De mon penser, qui me fist alegance.
          Car sans mentir,
Mon cuer, mon bien, ma joye, ma plaisance,
Tout mon confort et toute m’esperance
N’orent depuis voulenté ne puissance
          De moy servir.
Mais les senti de mon cuer departir
Quant je me vouls de ma dame partir.
Onques n’en peus un tout seul retenir,
          Et par samblance
Ne leur chaloit de moy veoir languir.
Ainsi me fault, jusques au revenir,
Ma grief dolour porter et soustenir
          Et ma grevance.

En grant plaisance vit qui est bien aise
Et qui souvent voit chose qui lui plaise.
Mais se ne suis je pas, qui mon cuer lesse
          Darriere moy,
Et si m’en vois, commant qu’il me desplaise,
Ne ne voy riens qui ma doulour apaise;
Ainçois convient que de mon mal me taise.
          Savez pourquoy?
Car les autres qui sont en esbanoy
N’acontent riens en trestout mon annoy,
Et leur deduit le mal que je resçoy
          De riens n’abaise.
Ainçois me croist par leur joyeux arroy
Quant je suis la ou ma dame ne voy,
Et m’est advis que riens avoir ne doy
          Fors que desaise.

Lointain de moy, en estrange contree,
Laisse mon cuer, ma joye, et ma pensee,
Ou service de la plus belle nee,
          A droit jugier,
De la meilleur et la mieulx renommee
Qui soit entre ciel et rousee,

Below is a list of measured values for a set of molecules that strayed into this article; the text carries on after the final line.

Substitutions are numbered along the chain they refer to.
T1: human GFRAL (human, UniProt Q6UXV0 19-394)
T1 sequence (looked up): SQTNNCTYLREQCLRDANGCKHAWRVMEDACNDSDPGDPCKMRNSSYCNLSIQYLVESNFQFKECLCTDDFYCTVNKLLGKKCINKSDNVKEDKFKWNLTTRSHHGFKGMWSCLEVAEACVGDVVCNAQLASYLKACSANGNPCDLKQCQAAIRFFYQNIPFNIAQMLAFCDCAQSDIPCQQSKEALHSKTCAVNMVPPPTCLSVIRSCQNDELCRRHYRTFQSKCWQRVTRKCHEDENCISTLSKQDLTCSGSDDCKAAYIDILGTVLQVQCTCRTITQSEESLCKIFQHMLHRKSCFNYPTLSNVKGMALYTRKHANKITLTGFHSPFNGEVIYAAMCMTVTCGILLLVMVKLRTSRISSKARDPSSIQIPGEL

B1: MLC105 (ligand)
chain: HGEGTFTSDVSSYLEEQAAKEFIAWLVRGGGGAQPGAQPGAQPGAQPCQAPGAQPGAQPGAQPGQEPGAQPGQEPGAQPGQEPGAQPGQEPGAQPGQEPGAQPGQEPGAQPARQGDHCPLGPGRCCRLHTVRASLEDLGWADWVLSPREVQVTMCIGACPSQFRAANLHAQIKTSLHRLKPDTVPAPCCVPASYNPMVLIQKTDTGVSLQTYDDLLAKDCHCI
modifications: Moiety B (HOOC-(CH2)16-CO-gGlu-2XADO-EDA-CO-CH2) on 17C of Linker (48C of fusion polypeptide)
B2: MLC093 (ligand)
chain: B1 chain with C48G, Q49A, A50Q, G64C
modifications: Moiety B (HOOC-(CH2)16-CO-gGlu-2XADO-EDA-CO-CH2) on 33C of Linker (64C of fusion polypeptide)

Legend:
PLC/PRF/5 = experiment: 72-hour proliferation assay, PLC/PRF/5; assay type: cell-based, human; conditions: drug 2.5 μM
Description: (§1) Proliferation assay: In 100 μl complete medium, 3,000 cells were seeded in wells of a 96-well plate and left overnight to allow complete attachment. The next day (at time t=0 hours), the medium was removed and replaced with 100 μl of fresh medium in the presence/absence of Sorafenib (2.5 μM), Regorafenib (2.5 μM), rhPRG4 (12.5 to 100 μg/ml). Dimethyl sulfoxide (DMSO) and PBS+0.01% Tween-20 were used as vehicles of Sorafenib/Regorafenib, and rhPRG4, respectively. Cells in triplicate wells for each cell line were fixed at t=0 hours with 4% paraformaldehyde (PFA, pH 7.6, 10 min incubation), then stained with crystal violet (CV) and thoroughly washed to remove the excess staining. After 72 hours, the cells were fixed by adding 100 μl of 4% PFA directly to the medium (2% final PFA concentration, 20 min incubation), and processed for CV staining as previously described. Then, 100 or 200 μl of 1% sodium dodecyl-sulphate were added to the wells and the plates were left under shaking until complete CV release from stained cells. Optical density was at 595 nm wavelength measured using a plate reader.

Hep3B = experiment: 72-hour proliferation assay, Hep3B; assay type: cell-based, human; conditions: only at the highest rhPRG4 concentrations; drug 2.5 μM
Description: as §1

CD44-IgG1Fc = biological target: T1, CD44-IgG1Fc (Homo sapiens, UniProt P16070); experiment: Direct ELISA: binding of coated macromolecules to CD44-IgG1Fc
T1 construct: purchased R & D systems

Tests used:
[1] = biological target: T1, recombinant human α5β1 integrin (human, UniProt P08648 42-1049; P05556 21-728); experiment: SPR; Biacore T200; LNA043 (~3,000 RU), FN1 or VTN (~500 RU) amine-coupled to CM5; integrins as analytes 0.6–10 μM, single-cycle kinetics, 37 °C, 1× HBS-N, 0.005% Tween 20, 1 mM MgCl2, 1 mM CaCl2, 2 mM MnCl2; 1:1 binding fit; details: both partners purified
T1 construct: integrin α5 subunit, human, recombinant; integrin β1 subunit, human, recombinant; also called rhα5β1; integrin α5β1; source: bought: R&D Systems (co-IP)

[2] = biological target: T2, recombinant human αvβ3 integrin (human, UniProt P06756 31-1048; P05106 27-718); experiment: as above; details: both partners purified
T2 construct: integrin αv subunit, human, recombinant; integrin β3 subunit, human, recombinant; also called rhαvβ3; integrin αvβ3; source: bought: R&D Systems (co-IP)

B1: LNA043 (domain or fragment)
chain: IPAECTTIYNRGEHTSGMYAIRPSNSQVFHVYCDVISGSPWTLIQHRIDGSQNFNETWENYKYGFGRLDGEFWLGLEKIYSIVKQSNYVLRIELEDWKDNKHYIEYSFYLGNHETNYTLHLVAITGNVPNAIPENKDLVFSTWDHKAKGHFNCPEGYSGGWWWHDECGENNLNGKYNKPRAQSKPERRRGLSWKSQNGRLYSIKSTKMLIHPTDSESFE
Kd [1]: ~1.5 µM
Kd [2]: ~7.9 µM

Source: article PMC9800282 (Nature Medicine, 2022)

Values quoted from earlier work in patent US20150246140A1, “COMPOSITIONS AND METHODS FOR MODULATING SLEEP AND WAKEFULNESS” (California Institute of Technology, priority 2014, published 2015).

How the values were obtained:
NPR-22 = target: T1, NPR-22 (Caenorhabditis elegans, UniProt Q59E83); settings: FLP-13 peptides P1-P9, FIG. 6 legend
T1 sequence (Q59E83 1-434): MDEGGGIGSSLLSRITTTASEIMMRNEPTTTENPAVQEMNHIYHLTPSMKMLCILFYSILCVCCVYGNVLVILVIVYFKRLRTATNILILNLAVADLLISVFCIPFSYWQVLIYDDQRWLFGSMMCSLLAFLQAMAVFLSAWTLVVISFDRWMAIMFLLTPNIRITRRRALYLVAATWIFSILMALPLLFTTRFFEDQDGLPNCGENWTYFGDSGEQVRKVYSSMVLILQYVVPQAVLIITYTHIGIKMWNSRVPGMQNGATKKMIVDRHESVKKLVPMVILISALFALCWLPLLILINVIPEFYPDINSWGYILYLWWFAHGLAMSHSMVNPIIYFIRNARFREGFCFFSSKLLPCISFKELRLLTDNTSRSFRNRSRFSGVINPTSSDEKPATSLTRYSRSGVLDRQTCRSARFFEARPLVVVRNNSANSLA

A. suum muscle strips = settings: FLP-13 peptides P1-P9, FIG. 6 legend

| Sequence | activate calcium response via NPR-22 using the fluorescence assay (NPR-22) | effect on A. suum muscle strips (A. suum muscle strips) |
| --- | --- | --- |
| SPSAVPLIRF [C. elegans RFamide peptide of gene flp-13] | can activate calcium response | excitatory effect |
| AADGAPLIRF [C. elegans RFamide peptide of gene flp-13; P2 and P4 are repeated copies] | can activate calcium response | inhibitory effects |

Et je m’en vois, blasmant ma destinee,
          Quant eslongnier
Me fault son corps qui a mon cuer entier.
Ne je ne puis vivre sens son dangier.
Dont me doit bien tendrement ennuyer
          La dessevree.
Si fait il voir, se riens m’y puet aidier,
Bien deveroye le retour souhaidier,
Car a mon cuer fauldra comparer chier
          Ma demouree.

En mon dormant n’ay que traveil et paine,
Et a mengier ne treuve viande saine,
Et puis les nuys m’est la teste si vaine
          Qu’il m’est advis,
Par mes songes, comme chose certaine,
Que je voye ma dame souveraine.
Elas, non fais; elle m’est trop lointaine,
          Dont je vauls pis.
Je n’en congnois ne mes fais ne mes dis,
Car mes pensers sont en elle tousdis,
Et la beauté de son gracieux vis
          A ce me maine:
Que quant je doy eslongnier le pais
Mon corps se part et mon cuer revient, pris.
Ce fait Amours, qui de tous poins m’a mis
          En son demaine.

Nulle chose ne me puet a droit plaire
Quant je ne voy le gracieux viaire
De la belle plaisant et debonnaire
          Que chascun prise.
C’est ma dame, ou tout honneur repaire,
A qui bien siet tout ce qu’elle veult faire,
Et tous ces fais fait a bonne fin traire,
          La bien aprise.
En son cuer n’a que bonté, franchise,
Et Dieu y a si haulte grace mise
Que loyauté a en son cuer assise
          Pour tout parfaire.
De bel atour fait de nouvelle guise,
Bien paraissant, et de bonne devise.
Ne s’est nulle des autres a lui prise,
          Sans contrefaire.

Tant est plaisant a veoir sa jeunesse
Et en ses fais a tant de gentillesse
Qu’il n’est nul cuer si chargé de tristesse,
          Se il congnoist
Sa grant valour et sa haulte noblesse,
Sa grant bonté et sa tresgrant humblesse,
Que tost ne soit tournee en leesse
          Quant il la voit.
Nulz homs assez prisier ne la porroit,
Ne sa beaulté deviser ne saroit,
Ne nul des siens jamais plaindre ne doit
          Riens qui le blesse.